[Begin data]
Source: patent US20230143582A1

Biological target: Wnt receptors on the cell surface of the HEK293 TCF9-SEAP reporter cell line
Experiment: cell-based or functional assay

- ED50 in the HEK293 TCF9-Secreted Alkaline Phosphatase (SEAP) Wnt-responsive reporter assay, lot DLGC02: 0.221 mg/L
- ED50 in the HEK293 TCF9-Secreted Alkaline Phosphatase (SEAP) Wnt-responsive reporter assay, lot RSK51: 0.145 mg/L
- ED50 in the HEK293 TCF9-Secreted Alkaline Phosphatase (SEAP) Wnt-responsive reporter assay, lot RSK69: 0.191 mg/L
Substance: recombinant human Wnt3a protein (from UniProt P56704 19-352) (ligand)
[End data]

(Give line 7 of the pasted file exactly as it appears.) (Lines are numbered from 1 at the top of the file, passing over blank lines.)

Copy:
Substance: recombinant human Wnt3a protein (from UniProt P56704 19-352) (ligand)